An exhibition aimed at helping adults and children from as young as three years old to appreciate and understand portraiture has opened across two venues in Callendar Park in Falkirk.
Showing at Callendar House and the Park Gallery until June 10, Profiled features more than 40 works borrowed from the collections of the Scottish National Portrait Gallery and includes portraits produced by many of Scotland's most important artists over a period of almost 400 years.
Emma Roodhouse, the curator at Callendar Park, has worked with the portrait gallery in Edinburgh to create a very accessible exhibition that comprises not only portraits on canvas and paper, made with traditional materials such as pencil and paint, but also sculpture, photographs and etched glass.
"Profiled is not a 'men in wigs' exhibition," she stresses. "The works have been chosen, not just for their excellence, but to show how wide and varied the art of portraiture is."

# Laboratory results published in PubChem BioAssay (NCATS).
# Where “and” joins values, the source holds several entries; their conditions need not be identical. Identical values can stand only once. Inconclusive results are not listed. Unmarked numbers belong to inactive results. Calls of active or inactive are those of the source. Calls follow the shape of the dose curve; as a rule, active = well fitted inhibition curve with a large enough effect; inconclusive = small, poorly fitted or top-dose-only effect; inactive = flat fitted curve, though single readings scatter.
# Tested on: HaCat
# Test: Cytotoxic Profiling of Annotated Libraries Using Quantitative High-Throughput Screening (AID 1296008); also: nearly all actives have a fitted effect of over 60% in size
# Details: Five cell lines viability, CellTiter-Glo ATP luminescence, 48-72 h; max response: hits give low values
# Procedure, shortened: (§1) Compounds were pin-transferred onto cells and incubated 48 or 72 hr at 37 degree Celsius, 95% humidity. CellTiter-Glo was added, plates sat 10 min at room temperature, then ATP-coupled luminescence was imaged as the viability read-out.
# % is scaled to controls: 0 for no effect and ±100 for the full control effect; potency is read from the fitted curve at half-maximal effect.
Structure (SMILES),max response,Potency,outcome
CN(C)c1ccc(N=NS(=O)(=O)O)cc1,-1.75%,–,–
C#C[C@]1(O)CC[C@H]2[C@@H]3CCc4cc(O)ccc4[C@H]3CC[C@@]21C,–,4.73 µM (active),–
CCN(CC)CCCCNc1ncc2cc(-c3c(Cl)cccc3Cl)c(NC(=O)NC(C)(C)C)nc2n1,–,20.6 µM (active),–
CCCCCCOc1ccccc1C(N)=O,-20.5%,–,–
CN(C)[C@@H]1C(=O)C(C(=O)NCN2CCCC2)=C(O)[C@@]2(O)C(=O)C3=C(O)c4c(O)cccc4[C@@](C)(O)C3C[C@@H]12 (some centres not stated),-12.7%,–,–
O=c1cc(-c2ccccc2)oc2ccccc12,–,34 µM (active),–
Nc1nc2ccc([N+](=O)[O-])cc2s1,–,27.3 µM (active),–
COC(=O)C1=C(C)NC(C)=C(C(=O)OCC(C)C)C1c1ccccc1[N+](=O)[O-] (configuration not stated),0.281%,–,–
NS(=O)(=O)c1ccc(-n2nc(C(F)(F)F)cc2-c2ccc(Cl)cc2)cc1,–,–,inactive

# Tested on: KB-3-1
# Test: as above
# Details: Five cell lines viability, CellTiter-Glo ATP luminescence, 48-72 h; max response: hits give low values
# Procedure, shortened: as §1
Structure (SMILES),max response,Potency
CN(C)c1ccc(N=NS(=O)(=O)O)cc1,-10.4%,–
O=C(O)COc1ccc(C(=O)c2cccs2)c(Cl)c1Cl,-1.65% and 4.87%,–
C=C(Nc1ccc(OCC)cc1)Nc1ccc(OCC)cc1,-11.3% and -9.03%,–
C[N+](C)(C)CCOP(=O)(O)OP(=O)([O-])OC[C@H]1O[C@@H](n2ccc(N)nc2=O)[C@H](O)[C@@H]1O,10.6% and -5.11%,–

Allan Ramsay, for instance, portrait painter to George III in the mid-18th century and best known for pictures of grand people in fancy clothes, is represented by a modest pencil portrait of his father, drawn when he was only 16 years old but already an accomplished artist.
Among the other artists featured in the show are Elizabeth Blackadder, who comes from the Falkirk area, and Kenny Hunter, well known for his contemporary, smooth-textured sculptures. Portrait subjects include family and friends of the artists as well as famous Scots, such as William Wallace and Donald Dewar.
An education and events programme accompanies the exhibition. It offers free workshops to primary schools and, during the Easter holidays, activities for children aged three and over.
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